You say tomato, I say . . .


The curious story of the title of Walter Hamady’s book on hand papermaking.

The last half century has seen many novel experiments in fine press printing. From the die-cutting, blind-embossed images (made with wire) and primary colors at Ron King’s Circle Press, to pochoir and splattered ink in the Caliban Press’s edition of The Tempest, to colored pulp paper and pop-ups at the Janus Press, there has been no want of unusual approaches to printing and bookmak­ing. One of the most notable among this cote­rie of experimenters is Walter Hamady and his Perishable Press. Hamady has employed mul­tiple paper colors of text stock within one book, machine sewing on pages, brass grommets, col­lage, and a host of other techniques in his book making.

Hamady and the Perishable Press was the subject of an article by Alastair Johnston in Parenthesis 27. In it, Johnston relates one of the more curious episodes in Hamady’s work: his book on making paper by hand has two title pages, a calligraphic one by Hermann Zapf, preceded by a typographic one, set by Hamady in Zapf’s Palatino type. They give two different titles for the same book: Zapf’s reads “Paper­making by Hand: A Book of Suspicions”; while Hamady’s says “Hand Papermaking: Papermaking by Hand, being A Book of Qualified Suspicions . . .”

I know both Hamady and Zapf personally, and had heard from each that the other changed the title. From what I knew I suspected Zapf had written the title as given to him and Hamady might have been engaging in a little a posteriori reasoning, but I couldn’t be certain. After all, I know what it is like to be setting metal type in rigid sizes and the words not fitting as you would like, especially in justified lines, as with Hamady’s typographic title page. The temptation to change a little punctuation or even a word or two is great. With Hamady being the author of the book he was setting, the appeal of revising text to fit must have been overwhelming.

I want to add here that both the calligrapher (Zapf) and the printer (Hamady) told me the story with a smile, and each has always maintained a warm friendship with the other. Nei­ther would let a change in title wording get in the way of their friendship, even if there was some pointing of fingers.

In his article on Hamady’s work for Paren­thesis, Johnston relates the inconsistency of the wording of the title this way: “Hamady also had Hermann Zapf calligraph a title-page, but Zapf got the title wrong. ‘You can’t tell the world’s greatest calligrapher he screwed up,’ says Hamady, so there is a second title-page.”

As I said, knowing how meticulous Zapf was I suspected that was not the case, but with Zapf having passed away in June of 2015 there was no way of confirming what he had told me; at least until I was doing research in the Zapf archives at the Herzog August Bib­liothek in Wolfenbüttel, Germany, for a book I am writing on Zapf’s life and work. There, housed in hundreds of binders, is the com­plete correspondence between Hamady and Zapf, including the pertinent information about the title page wording.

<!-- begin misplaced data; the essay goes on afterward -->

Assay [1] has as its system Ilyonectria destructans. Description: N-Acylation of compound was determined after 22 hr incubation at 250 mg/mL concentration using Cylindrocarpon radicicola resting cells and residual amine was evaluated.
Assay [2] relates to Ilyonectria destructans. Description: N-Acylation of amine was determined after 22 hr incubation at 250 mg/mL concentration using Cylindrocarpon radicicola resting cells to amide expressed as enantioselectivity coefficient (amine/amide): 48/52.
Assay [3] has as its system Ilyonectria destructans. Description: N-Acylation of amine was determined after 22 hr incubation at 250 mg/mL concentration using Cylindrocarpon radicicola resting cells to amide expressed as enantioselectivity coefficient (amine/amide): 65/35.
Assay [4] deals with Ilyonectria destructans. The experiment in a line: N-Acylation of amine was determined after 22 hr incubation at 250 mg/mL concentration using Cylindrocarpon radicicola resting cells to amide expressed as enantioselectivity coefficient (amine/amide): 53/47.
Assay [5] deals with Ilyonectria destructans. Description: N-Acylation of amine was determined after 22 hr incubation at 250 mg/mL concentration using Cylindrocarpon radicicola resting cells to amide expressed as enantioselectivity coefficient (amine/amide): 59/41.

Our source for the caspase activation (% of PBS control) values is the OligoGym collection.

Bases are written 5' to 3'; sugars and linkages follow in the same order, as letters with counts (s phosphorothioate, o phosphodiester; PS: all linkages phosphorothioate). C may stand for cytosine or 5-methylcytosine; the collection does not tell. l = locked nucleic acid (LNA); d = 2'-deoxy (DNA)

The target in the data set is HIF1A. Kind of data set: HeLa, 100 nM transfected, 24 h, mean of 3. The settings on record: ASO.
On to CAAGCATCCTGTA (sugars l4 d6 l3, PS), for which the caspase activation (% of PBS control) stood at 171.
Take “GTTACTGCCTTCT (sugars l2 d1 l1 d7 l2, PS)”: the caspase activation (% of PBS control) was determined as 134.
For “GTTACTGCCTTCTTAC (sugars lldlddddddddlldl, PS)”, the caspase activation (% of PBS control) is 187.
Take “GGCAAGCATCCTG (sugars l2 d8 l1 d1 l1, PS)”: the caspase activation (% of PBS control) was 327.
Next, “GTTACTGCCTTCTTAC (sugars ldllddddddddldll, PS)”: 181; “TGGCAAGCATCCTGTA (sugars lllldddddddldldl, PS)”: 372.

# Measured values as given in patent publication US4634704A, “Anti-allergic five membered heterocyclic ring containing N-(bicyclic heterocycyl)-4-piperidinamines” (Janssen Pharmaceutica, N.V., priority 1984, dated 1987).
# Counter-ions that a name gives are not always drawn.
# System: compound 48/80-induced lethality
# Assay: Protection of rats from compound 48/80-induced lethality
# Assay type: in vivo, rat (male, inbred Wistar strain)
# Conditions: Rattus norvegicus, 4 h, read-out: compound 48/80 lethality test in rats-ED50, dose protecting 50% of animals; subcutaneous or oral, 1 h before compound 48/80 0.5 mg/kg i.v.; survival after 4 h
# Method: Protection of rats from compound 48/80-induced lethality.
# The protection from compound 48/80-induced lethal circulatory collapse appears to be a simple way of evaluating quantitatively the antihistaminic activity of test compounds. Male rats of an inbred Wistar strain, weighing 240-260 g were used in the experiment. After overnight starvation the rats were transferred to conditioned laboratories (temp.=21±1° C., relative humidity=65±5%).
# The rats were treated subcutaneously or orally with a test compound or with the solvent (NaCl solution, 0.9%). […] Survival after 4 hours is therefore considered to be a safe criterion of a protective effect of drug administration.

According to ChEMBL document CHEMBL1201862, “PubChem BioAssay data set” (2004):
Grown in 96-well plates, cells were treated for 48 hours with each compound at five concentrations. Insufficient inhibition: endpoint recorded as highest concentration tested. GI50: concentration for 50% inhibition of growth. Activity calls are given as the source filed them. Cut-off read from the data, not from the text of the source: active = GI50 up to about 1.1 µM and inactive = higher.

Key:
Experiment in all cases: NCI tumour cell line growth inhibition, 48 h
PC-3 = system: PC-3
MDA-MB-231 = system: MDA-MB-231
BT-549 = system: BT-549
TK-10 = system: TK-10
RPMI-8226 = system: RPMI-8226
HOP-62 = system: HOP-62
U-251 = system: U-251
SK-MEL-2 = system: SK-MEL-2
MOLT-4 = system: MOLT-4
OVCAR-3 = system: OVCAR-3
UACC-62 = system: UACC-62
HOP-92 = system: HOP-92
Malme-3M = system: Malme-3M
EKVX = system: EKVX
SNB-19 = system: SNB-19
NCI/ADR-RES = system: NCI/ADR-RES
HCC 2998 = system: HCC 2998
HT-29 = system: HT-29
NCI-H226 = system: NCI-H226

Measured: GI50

The first contact between Zapf and Walter Hamady was 23 December 1971, when Hamady wrote to Zapf to tell him how much he loved his Palatino type. Later, Hamady asked Zapf if he would consider creating a calligraphic title page for his upcom­ing Perishable Press book on hand papermaking, which Zapf agreed to do. Then comes the curious progression with the title page Zapf lettered for Hamady’s book. At first Hamady was unsure of what wording he wanted, writing to Zapf, “I suppose the words ought to be ‘Papermaking by Hand’ or ‘Hand Paper­making,’ whatever is most economical or influential design-wise, ‘by Walter Hamady, The Perishable Press, Limited.’” Wisely, Zapf insisted on getting precise wording from Hamady. Hamady wrote back a few months later, “I guess it is ‘Papermaking by Hand, a manual and book of suspicions by Walter Hamady, The Perishable Press Limited’.” That is exactly what Zapf lettered (except it was decided to leave out “a manual and”– those words appear in neither the calligraphic nor the typographic title page). Sometime afterwards Hamady decided to add a typographic title-page, and Hand Papermaking fit his layout better than Paper­making by Hand, so he set in that way.

As mentioned above, happily neither Hamady nor Zapf har­bored animosity towards the other due to this incident; they both laughed it off. Proof of that is the fact that a few years later they worked together on the Sequoia typeface, so obviously there were no hard feelings. In addition, in the early 1990s Hamady printed one of the leaves designed by Zapf for Poetry Through Typography.

But two different titles certainly is a problem for librarians and bibliographers!

Thisarticleisbased onmaterial intheforth­coming book, Hermann Zapf: His Life and Work, tobepublished onKickstarterlaterthisyear. Theauthorgratefully acknowledgesthecoopera­tionofHerzog AugustBibliothekinWolfenbüt­tel, Germany, wheretheZapfarchiveisheld.